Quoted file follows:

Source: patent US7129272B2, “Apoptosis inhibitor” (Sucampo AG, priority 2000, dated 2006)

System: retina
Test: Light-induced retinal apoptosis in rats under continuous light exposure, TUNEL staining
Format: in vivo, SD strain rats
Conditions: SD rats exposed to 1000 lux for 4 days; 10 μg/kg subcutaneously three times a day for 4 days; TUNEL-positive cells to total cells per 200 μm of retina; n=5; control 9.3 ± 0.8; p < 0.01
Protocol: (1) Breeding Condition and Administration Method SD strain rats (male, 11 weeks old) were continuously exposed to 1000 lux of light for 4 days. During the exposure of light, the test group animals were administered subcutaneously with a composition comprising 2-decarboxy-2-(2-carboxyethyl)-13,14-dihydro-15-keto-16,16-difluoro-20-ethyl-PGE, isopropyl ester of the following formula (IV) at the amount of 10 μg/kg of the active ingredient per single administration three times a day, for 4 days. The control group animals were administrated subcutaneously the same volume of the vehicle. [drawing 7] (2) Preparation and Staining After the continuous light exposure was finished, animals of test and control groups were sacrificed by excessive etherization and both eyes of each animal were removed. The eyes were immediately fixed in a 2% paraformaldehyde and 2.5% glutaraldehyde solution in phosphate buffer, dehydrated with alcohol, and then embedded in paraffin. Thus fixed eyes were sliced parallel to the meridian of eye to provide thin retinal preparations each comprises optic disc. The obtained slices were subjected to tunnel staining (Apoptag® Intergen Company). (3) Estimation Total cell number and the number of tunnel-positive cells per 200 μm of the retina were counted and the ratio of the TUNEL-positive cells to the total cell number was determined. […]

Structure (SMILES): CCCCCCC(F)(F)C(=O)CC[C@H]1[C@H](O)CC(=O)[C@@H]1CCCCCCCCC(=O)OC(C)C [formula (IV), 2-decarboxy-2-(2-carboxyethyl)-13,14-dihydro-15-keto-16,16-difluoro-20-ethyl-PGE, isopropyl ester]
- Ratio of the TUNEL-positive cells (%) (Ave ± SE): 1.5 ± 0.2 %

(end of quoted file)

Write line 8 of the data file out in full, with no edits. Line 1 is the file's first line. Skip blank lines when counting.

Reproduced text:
- Ratio of the TUNEL-positive cells (%) (Ave ± SE): 1.5 ± 0.2 %